Dodd’s idea wasn’t an immediate hit. In fact, it would take almost 30 years until the Father’s Day Council (founded by men’s wear retailers in New York City) organized regular promotion. Americans resisted the holiday at first, perceiving it as an attempt by merchants to replicate the commercial success of Mother’s Day.

In 1913, President Woodrow Wilson visited Spokane and was an early booster of an official holiday. Congress was not impressed. Even Jane Adams, the famous social worker and suffragette, suggested in 1911 that a day should be set aside for fathers. She got nowhere.

President Calvin Coolidge tried again in 1924, attesting that the day deserved national recognition. Then in 1957, Maine Senator Margaret Chase Smith submitted a proposal that, essentially, accused Congress of ignoring fathers for 40 years while honoring mothers, thus “ . . . singling out just one of our two parents,” she stated. This time the campaign worked, and by 1966 President Lyndon Johnson had issued the first presidential proclamation honoring fathers, designating the third Sunday in June as Father’s Day. President Richard Nixon signed it into law in 1972.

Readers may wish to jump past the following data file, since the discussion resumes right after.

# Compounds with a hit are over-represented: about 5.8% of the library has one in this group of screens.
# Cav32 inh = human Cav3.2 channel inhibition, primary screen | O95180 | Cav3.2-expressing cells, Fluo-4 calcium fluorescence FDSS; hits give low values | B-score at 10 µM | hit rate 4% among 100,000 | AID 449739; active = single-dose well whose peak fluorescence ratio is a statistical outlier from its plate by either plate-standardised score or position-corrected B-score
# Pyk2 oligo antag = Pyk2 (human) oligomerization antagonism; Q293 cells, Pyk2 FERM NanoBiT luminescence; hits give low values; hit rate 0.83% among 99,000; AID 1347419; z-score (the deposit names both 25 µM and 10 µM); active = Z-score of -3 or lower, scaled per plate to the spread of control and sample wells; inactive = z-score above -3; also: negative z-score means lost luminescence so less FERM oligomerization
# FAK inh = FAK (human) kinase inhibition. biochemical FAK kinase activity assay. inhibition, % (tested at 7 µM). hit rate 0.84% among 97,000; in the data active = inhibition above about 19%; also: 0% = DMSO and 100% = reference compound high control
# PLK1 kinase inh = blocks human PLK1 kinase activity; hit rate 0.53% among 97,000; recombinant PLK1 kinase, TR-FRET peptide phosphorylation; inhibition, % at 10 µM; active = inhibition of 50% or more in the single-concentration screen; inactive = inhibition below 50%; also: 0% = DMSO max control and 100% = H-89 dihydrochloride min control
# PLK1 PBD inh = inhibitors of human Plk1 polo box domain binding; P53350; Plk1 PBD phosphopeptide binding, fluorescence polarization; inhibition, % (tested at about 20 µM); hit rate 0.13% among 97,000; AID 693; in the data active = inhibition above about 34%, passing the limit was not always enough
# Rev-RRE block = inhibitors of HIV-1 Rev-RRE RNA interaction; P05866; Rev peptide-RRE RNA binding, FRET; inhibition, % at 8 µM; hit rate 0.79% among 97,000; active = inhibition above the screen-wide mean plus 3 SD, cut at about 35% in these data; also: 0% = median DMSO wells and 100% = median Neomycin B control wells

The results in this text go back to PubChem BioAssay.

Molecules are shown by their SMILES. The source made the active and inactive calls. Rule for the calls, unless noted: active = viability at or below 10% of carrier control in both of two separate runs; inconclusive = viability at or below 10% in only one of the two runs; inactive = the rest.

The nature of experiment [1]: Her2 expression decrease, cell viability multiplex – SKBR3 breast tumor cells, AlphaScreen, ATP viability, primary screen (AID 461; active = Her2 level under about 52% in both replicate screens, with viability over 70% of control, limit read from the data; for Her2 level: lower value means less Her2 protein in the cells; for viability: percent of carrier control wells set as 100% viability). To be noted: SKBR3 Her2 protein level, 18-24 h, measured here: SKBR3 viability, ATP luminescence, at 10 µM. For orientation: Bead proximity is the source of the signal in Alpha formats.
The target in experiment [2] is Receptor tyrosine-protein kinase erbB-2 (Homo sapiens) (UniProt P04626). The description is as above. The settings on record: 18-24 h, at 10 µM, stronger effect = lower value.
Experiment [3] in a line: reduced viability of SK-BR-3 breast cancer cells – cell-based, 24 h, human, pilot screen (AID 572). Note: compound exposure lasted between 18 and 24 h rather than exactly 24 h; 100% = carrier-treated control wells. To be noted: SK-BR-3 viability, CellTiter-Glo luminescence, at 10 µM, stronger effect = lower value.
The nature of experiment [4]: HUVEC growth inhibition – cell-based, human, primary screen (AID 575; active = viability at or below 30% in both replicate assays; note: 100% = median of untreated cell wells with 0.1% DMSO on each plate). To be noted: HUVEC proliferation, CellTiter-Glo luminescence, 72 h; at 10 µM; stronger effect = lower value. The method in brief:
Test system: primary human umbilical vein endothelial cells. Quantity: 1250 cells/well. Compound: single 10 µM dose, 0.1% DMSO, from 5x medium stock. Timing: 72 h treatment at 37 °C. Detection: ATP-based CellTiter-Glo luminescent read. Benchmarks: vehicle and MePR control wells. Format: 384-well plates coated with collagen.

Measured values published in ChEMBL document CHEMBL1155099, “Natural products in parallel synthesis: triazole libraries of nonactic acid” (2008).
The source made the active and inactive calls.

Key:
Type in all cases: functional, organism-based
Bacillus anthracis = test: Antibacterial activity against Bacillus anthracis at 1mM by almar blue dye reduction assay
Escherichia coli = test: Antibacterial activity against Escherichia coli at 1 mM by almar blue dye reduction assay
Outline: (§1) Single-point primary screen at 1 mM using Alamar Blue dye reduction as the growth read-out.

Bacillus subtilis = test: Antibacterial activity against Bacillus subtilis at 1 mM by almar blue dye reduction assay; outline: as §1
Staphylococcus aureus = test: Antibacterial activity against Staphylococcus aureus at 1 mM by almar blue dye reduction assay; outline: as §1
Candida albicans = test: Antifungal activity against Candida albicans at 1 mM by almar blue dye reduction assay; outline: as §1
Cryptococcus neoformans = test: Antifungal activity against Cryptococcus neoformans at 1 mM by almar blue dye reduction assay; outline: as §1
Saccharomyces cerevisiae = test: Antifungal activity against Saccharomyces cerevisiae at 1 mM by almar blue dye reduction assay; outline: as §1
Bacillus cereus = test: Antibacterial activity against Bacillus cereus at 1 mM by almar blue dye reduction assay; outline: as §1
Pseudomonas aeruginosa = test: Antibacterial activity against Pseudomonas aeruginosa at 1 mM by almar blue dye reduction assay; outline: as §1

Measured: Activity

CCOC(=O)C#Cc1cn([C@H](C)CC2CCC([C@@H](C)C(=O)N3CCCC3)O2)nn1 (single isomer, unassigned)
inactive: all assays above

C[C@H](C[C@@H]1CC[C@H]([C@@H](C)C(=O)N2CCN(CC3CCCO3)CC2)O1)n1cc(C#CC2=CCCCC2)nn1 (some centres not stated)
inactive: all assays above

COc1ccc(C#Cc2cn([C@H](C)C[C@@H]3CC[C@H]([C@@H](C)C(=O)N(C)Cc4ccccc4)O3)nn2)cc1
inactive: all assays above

From late February through mid-June, Father’s Day is celebrated in a number of nations including Austria, Bolivia, Croatia, Denmark, Germany, Italy, Russia and South Korea. These celebrations are often associated with International Men’s Day, which honors males who do not have children. Father’s Day overseas does not differ much from American traditions, except for the date. It is not a national holiday anywhere, but Germany has a unique celebration (Ascension Day) held 40 days after Easter. In this case, men go hiking with large wagons of food and liquor and, reportedly, consume the goods in short order.

In Russia, they host Defender of the Fatherland Day, which honors the establishment of the Red Army during the Russian Civil War. A native Hindu and Buddhist community in Nepal honors the holiday by going to the Shiva Temple, while some communities there trek to the holy city of Bahal in India in order to honor deceased fathers.